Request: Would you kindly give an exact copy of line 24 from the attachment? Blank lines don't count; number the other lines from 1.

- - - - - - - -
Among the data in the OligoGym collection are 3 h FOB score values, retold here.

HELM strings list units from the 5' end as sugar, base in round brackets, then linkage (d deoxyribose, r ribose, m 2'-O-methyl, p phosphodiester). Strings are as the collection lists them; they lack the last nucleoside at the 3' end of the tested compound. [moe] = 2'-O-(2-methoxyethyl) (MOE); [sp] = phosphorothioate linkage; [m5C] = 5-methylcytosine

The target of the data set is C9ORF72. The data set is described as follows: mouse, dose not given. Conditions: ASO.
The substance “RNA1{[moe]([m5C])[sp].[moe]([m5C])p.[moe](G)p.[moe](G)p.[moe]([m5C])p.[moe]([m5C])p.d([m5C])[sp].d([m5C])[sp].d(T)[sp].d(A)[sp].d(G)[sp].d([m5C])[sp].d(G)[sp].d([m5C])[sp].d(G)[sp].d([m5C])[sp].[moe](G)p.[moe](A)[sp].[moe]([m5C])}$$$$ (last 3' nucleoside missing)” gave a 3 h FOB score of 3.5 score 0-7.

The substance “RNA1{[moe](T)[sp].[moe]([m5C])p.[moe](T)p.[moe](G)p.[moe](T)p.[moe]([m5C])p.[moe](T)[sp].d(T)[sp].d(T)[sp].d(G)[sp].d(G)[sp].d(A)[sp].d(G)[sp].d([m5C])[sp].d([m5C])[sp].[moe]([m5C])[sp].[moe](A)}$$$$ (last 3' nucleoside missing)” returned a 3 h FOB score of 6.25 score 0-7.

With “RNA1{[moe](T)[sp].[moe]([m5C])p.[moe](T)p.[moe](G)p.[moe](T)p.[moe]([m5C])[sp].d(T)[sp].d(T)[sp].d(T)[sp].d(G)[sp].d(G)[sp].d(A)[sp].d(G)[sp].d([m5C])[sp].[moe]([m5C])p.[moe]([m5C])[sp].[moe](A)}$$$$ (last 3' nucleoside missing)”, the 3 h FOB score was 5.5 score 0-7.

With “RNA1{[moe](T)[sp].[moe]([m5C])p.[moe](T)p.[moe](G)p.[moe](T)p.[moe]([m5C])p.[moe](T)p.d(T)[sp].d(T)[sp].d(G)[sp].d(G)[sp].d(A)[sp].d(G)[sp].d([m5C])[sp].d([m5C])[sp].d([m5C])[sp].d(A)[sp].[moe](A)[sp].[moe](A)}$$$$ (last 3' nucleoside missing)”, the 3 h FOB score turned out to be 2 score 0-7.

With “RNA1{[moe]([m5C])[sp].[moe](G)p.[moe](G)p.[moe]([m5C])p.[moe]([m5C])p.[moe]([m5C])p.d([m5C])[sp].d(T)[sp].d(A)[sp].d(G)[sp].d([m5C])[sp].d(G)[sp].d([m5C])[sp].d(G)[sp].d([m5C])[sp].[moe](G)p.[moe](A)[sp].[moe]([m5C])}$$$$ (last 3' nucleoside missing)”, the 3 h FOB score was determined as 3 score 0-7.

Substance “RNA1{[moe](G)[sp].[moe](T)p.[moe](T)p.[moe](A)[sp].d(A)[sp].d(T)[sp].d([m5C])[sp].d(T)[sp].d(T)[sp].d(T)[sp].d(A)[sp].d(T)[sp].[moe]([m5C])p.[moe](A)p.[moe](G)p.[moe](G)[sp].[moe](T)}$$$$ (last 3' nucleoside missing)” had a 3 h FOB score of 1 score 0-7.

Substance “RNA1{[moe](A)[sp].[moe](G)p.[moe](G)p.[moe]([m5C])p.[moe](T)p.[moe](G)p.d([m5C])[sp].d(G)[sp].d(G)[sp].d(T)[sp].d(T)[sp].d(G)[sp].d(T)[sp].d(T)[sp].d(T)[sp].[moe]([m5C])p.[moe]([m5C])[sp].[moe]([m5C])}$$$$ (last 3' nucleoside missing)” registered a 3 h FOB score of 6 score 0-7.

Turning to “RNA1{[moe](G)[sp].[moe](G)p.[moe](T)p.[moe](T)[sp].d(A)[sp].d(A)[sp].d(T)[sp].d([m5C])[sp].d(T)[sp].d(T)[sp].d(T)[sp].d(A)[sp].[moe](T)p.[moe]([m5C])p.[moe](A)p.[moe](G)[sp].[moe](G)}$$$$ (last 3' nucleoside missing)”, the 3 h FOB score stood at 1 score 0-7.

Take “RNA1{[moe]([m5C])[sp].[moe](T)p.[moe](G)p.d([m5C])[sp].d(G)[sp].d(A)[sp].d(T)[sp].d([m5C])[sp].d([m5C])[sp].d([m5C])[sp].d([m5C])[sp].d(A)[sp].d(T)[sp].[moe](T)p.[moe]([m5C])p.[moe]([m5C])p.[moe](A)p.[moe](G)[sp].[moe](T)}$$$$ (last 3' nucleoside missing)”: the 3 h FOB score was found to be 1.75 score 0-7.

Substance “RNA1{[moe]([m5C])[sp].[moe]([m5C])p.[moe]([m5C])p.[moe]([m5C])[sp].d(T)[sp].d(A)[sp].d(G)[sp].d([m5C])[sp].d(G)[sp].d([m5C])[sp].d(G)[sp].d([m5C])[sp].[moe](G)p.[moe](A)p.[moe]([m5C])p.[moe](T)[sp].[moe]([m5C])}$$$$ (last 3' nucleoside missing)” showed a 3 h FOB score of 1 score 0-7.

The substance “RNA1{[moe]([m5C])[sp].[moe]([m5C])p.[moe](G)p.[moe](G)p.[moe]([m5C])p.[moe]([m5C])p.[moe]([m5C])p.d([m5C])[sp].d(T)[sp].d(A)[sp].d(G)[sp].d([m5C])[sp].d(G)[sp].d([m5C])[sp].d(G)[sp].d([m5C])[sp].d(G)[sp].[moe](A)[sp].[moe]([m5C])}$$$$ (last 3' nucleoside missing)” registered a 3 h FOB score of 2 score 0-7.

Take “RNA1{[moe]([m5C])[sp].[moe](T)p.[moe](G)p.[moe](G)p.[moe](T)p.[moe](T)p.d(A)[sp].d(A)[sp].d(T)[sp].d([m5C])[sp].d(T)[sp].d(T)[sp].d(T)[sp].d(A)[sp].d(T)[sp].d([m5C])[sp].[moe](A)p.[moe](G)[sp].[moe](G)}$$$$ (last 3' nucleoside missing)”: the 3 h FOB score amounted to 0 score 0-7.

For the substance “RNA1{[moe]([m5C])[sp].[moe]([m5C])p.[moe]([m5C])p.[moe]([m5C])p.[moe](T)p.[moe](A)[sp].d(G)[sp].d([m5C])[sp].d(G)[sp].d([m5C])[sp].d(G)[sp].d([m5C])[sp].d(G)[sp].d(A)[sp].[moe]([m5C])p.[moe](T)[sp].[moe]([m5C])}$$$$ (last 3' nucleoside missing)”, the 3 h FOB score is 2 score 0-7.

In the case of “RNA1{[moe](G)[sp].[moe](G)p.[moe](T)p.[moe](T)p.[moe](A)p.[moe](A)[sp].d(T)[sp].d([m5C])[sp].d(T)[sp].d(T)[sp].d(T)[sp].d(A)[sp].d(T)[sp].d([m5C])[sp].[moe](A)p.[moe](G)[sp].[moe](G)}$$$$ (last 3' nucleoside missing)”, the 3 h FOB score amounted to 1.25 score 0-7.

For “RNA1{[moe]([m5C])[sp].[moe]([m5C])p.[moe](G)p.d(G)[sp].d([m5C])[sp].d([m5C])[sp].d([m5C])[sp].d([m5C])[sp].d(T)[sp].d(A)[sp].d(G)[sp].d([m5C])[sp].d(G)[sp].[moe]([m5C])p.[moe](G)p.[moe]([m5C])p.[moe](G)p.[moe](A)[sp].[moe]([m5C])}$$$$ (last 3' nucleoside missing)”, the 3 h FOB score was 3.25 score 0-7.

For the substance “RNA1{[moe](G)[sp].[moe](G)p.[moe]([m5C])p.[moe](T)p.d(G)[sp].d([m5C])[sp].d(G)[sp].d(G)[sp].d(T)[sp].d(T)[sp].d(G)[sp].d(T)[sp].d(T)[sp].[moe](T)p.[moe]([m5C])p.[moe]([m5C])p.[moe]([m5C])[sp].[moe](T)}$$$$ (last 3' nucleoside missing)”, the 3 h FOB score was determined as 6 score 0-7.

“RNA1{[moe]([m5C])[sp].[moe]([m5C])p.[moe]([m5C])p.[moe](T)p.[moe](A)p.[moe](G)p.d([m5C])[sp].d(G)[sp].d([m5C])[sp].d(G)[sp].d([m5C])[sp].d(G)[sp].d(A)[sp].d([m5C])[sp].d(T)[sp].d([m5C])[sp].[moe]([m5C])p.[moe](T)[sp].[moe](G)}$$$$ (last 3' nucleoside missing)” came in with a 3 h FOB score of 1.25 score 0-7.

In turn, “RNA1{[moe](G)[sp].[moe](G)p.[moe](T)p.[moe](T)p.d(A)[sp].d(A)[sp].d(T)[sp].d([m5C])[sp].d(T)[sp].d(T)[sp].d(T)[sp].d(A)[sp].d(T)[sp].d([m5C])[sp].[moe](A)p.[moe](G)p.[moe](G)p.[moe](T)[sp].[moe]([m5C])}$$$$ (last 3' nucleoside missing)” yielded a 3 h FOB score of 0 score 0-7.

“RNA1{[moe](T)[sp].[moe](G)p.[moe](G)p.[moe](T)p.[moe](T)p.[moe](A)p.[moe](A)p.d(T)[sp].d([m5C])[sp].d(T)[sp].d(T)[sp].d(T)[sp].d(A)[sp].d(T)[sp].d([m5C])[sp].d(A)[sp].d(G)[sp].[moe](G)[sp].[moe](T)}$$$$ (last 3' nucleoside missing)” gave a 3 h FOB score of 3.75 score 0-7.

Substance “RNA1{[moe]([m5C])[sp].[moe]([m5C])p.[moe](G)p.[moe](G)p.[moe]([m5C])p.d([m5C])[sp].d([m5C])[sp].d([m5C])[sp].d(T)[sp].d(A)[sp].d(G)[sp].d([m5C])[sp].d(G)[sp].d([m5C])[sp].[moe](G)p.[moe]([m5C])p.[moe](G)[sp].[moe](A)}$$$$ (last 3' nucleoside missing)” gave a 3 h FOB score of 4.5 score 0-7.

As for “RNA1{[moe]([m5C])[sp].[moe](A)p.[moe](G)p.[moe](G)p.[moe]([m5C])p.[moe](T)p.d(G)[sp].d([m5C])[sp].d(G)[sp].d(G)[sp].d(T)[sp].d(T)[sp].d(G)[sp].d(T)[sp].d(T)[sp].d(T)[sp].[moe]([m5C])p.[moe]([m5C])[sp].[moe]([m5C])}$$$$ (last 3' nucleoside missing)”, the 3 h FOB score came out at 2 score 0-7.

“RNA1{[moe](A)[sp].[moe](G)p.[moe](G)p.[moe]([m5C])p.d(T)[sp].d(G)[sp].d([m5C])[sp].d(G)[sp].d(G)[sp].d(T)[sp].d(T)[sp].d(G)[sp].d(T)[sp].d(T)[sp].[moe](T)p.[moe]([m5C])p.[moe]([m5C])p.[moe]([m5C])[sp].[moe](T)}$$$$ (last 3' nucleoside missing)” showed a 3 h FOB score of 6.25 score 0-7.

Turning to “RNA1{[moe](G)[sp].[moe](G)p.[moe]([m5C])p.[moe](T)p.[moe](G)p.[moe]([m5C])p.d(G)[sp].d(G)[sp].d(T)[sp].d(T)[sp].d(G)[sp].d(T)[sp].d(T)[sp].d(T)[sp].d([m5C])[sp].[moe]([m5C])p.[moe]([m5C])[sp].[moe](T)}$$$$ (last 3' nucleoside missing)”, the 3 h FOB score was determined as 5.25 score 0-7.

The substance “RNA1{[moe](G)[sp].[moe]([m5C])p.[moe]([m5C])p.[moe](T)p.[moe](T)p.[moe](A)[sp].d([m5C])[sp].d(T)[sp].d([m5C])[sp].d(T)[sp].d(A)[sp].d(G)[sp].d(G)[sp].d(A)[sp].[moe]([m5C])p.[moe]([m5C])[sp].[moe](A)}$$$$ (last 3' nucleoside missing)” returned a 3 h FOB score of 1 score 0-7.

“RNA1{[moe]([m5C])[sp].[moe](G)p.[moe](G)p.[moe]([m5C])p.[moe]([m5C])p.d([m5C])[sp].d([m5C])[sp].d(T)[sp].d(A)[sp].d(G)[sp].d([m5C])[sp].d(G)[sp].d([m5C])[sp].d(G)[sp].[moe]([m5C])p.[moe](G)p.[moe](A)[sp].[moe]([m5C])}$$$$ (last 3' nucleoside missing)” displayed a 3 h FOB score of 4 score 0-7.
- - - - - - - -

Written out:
As for “RNA1{[moe]([m5C])[sp].[moe](A)p.[moe](G)p.[moe](G)p.[moe]([m5C])p.[moe](T)p.d(G)[sp].d([m5C])[sp].d(G)[sp].d(G)[sp].d(T)[sp].d(T)[sp].d(G)[sp].d(T)[sp].d(T)[sp].d(T)[sp].[moe]([m5C])p.[moe]([m5C])[sp].[moe]([m5C])}$$$$ (last 3' nucleoside missing)”, the 3 h FOB score came out at 2 score 0-7.